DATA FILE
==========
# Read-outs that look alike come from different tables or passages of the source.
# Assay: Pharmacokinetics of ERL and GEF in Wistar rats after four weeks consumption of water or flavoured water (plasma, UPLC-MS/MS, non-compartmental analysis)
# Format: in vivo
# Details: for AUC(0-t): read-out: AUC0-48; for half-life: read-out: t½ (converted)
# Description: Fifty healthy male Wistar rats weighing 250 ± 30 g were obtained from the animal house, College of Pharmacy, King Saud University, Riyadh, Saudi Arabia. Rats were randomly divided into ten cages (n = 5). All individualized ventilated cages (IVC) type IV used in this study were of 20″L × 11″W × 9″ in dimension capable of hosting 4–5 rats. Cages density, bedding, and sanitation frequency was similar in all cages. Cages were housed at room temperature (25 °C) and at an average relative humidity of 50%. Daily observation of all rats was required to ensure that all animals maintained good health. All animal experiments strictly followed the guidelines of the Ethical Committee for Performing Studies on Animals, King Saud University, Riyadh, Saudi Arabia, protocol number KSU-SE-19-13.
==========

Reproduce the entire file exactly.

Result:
# Read-outs that look alike come from different tables or passages of the source.
# Assay: Pharmacokinetics of ERL and GEF in Wistar rats after four weeks consumption of water or flavoured water (plasma, UPLC-MS/MS, non-compartmental analysis)
# Format: in vivo
# Details: for AUC(0-t): read-out: AUC0-48; for half-life: read-out: t½ (converted)
# Description: Fifty healthy male Wistar rats weighing 250 ± 30 g were obtained from the animal house, College of Pharmacy, King Saud University, Riyadh, Saudi Arabia. Rats were randomly divided into ten cages (n = 5). All individualized ventilated cages (IVC) type IV used in this study were of 20″L × 11″W × 9″ in dimension capable of hosting 4–5 rats. Cages density, bedding, and sanitation frequency was similar in all cages. Cages were housed at room temperature (25 °C) and at an average relative humidity of 50%. Daily observation of all rats was required to ensure that all animals maintained good health. All animal experiments strictly followed the guidelines of the Ethical Committee for Performing Studies on Animals, King Saud University, Riyadh, Saudi Arabia, protocol number KSU-SE-19-13.